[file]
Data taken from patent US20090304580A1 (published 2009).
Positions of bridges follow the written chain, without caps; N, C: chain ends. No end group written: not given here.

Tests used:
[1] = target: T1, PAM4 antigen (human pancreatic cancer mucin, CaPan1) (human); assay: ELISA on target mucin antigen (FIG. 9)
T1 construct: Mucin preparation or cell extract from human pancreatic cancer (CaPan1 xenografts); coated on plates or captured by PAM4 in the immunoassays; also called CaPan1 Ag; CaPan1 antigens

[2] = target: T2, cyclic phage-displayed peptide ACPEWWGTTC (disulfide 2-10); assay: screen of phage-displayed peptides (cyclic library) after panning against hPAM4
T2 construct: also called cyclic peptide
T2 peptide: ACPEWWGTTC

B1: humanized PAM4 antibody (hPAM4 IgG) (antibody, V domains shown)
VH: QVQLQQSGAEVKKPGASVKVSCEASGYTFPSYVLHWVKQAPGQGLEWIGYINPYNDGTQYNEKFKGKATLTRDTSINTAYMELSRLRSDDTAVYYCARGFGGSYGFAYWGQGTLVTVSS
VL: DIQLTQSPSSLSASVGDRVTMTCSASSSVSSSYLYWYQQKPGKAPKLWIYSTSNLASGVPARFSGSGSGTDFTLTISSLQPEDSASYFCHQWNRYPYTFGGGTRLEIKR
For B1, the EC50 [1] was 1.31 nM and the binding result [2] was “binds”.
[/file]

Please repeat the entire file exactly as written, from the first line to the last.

Data taken from patent US20090304580A1 (published 2009).
Positions of bridges follow the written chain, without caps; N, C: chain ends. No end group written: not given here.

Tests used:
[1] = target: T1, PAM4 antigen (human pancreatic cancer mucin, CaPan1) (human); assay: ELISA on target mucin antigen (FIG. 9)
T1 construct: Mucin preparation or cell extract from human pancreatic cancer (CaPan1 xenografts); coated on plates or captured by PAM4 in the immunoassays; also called CaPan1 Ag; CaPan1 antigens

[2] = target: T2, cyclic phage-displayed peptide ACPEWWGTTC (disulfide 2-10); assay: screen of phage-displayed peptides (cyclic library) after panning against hPAM4
T2 construct: also called cyclic peptide
T2 peptide: ACPEWWGTTC

B1: humanized PAM4 antibody (hPAM4 IgG) (antibody, V domains shown)
VH: QVQLQQSGAEVKKPGASVKVSCEASGYTFPSYVLHWVKQAPGQGLEWIGYINPYNDGTQYNEKFKGKATLTRDTSINTAYMELSRLRSDDTAVYYCARGFGGSYGFAYWGQGTLVTVSS
VL: DIQLTQSPSSLSASVGDRVTMTCSASSSVSSSYLYWYQQKPGKAPKLWIYSTSNLASGVPARFSGSGSGTDFTLTISSLQPEDSASYFCHQWNRYPYTFGGGTRLEIKR
For B1, the EC50 [1] was 1.31 nM and the binding result [2] was “binds”.